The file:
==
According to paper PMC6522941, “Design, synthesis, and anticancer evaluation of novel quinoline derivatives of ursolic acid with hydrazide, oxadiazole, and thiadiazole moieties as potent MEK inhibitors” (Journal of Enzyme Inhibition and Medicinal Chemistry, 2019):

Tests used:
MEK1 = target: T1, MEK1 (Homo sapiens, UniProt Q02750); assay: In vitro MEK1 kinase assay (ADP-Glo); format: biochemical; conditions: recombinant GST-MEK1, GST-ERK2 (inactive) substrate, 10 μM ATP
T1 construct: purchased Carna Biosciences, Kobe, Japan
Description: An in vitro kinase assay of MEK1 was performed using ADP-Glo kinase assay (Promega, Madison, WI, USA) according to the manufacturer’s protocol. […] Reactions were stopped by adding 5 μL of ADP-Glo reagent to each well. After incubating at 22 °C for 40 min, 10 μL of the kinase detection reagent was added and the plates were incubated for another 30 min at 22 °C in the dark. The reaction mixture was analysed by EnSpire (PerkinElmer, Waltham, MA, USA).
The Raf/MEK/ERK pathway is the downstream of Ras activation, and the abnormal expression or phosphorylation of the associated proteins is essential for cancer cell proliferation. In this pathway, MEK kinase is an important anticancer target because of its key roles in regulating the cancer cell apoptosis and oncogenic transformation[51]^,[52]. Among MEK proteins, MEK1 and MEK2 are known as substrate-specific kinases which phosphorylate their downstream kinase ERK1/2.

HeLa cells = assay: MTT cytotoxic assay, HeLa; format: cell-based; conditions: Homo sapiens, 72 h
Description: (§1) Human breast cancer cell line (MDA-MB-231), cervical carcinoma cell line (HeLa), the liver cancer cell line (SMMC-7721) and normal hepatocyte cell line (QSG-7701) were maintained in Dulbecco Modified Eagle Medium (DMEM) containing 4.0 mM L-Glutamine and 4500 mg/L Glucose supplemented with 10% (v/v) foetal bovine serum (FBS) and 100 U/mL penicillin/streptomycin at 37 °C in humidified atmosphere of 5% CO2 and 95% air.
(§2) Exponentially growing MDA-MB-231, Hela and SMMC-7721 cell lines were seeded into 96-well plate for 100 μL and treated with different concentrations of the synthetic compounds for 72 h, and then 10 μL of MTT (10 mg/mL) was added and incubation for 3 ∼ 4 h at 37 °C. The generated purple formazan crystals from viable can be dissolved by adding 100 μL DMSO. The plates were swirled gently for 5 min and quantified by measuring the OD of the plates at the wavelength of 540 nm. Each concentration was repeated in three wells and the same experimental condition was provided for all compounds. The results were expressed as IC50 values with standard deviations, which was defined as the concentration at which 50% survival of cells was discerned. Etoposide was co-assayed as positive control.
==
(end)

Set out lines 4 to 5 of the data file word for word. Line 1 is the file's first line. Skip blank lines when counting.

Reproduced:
T1 construct: purchased Carna Biosciences, Kobe, Japan
Description: An in vitro kinase assay of MEK1 was performed using ADP-Glo kinase assay (Promega, Madison, WI, USA) according to the manufacturer’s protocol. […] Reactions were stopped by adding 5 μL of ADP-Glo reagent to each well. After incubating at 22 °C for 40 min, 10 μL of the kinase detection reagent was added and the plates were incubated for another 30 min at 22 °C in the dark. The reaction mixture was analysed by EnSpire (PerkinElmer, Waltham, MA, USA).